As most of you know I L.O.V.E. art. Absolutely, I love art. From the most abstract, which a number of you have told me you detest to several different eras that I “like” more than I love. The type of art that I love the most embodies “realism”. From the paintings of George Bellows which depict urban life at the turn of last century New York, to the illustrations of Norman Rockwell. This is what speaks to me regarding issues of life, social conscience, religion and of course politics. I dream on canvas and in color.
So yesterday, I carried a number of stories about what I consider outrageous. The idea that people can appoint themselves “experts” and on a grand scale declare themselves to be of such exquisite intellect that they can “think” for the general population. This was the premise of the 22 conservative “intellectuals” of the National Review. A number of people were upset with me regarding the fact that they felt “THEIR” man was far superior to the one I have chosen, for many reasons, to champion this election cycle. Those people chose to “unfriend” me and that is their right. But the “coffee” that you receive from this site is far more than one story or one idea…. I assure you.
So, I want to speak briefly of on of my favorite painters, Norman Rockwell. No one captured the sentimental and nostalgic scenes scenes of everyday American family life quite like Norman Rockwell.From family to fatherhood…. from first love to growing up…. from friendship to loss. His paintings are complex, but inviting even to the the most naive observer. Looking closely, you see the main idea, with secondary and tertiary thoughts throughout each painting.
The Norman Rockwell father is the ideal dad—patient, understanding, and protective, with a twinkle in his eye. The Norman Rockwell father is the creation of an ideal, in real life. Rockwell paintings capture the heart of most conservatives. The themes are family, church, love and “being normal”. Even the most dated paintings will evoke a smile of either recognition or “hoped for” recognition.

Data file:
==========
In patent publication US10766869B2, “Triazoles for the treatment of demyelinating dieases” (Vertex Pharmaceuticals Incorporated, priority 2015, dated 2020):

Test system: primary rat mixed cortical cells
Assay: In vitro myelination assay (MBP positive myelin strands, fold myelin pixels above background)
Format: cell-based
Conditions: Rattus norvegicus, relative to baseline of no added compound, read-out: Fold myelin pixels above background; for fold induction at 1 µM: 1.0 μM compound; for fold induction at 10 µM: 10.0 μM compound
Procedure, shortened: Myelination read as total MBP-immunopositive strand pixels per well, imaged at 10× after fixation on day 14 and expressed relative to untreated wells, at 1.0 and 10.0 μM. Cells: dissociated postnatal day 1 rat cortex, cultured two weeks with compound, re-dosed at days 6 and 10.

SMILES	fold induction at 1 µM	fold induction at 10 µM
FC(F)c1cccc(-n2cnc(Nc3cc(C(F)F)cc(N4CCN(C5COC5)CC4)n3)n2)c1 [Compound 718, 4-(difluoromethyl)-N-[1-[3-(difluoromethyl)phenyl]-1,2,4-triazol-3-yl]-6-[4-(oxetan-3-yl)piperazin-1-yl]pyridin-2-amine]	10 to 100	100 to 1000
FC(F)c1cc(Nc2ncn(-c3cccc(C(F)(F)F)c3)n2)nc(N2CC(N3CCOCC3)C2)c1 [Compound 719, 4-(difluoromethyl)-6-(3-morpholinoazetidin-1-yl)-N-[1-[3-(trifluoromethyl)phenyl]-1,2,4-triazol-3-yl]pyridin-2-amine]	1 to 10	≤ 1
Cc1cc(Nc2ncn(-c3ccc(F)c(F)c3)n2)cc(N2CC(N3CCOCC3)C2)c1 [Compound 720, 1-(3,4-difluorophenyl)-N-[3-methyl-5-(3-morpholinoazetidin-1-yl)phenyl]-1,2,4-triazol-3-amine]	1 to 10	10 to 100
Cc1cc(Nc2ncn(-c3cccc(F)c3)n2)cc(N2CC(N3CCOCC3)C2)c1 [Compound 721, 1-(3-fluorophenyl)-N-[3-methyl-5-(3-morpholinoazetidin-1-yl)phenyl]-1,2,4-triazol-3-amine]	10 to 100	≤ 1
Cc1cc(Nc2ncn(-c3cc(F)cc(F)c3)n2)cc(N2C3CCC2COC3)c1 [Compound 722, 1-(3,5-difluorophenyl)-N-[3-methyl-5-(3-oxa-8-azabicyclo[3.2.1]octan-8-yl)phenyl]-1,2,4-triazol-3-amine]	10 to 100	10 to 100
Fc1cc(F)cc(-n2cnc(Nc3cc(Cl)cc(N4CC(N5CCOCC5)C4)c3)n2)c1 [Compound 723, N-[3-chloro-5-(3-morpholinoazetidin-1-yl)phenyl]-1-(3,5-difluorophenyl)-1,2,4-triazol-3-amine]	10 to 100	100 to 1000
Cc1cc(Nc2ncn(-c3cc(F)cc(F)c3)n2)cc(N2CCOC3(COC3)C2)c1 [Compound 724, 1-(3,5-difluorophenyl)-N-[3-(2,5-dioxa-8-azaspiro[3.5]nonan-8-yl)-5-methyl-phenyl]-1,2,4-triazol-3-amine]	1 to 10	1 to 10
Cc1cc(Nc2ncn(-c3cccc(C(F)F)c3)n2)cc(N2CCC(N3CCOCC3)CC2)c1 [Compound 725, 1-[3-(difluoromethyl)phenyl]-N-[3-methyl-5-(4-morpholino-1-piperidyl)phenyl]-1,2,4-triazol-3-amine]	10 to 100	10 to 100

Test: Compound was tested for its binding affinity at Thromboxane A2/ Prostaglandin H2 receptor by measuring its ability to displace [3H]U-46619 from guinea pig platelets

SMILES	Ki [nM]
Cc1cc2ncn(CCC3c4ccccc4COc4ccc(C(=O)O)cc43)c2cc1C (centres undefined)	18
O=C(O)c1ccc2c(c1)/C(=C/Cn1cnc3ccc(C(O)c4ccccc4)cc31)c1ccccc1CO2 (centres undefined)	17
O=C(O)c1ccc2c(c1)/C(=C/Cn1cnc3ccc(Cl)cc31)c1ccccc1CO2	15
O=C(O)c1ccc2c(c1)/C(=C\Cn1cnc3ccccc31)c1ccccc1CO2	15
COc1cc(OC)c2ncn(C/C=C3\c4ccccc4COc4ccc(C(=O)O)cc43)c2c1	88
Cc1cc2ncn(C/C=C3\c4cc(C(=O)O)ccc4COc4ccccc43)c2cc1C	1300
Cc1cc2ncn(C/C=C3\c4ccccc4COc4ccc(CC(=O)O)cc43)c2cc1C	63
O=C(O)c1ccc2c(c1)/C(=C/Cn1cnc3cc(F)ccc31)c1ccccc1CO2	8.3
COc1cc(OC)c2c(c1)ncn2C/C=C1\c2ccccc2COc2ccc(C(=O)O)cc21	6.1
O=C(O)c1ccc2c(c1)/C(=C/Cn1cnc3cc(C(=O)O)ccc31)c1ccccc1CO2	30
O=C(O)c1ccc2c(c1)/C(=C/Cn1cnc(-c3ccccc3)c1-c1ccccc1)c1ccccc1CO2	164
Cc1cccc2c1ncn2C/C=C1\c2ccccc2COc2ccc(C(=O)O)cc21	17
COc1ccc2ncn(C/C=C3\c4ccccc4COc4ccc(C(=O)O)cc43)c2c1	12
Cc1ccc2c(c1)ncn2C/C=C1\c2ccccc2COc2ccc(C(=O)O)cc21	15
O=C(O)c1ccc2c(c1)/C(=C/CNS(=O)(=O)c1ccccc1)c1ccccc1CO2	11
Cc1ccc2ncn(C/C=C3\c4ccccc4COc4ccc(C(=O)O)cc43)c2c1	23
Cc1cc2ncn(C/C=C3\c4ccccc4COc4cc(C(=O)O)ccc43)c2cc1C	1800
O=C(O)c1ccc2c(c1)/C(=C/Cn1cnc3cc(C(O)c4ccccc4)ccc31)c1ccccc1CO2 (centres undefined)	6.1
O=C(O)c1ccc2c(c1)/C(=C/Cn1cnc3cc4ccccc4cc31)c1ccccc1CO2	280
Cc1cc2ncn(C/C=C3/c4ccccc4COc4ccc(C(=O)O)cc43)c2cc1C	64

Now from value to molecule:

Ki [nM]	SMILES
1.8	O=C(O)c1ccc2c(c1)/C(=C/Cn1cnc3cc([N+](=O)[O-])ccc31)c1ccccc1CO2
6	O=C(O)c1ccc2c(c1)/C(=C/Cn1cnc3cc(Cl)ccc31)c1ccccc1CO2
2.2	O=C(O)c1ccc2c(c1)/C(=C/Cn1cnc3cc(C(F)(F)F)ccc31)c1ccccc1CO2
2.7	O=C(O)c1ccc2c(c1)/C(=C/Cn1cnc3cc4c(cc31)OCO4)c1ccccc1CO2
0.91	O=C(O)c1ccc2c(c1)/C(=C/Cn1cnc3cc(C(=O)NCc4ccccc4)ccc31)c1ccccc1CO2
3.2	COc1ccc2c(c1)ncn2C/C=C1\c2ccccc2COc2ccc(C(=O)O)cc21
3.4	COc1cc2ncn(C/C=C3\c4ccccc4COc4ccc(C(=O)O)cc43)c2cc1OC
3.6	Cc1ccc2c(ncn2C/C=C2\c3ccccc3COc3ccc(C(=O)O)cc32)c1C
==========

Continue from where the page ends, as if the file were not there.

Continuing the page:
But beneath these beautiful depictions of uniquely “American” life was a very complex man. A non-churchgoer, his paintings depicted war, economic hardship, cultural and racial divides without offending even the most sensitive “hearts”. They were a documentary history of American life. But not HIS life. “The view of life I communicate in my pictures excludes the sordid and ugly. I paint life as I would like it to be,” he wrote in 1960, in his book My Adventures as an Illustrator.
His father, Waring, was the office manager at a textile firm, and his mother, Nancy, was an invalid and probable hypochondriac. Neither of them had much time for Norman and his older brother, Jarvis (not to be confused with the son Rockwell would later give that name), and Rockwell flatly stated later in his life that he was never close to his parents, nor could he even remember much about them.
The family moved often, from apartment to apartment, and far from the idyllic visions of his paintings, one of his childhood memories was when he witnessed an inebriated vagrant woman beating her male companion to a pulp in a vacant lot. The family somehow ended up down on their luck, living in a filthy boarding house(his mother no linger wanting to “tend house”) and Rockwell, rather than eating at a table with extended family….. ate with the vagrants and transients who also boarded in the shabby house.
The only happy times were when his family boarded during the summer in upstate New York. That was the “an image of sheer blissfulness” depicted in his paintings. The other saving grace of Rockwell’s youth, along with his summer trips upstate, was his artistic ability. With this…. he impressed everyone from an early age.
His personal life, however, was “something else”.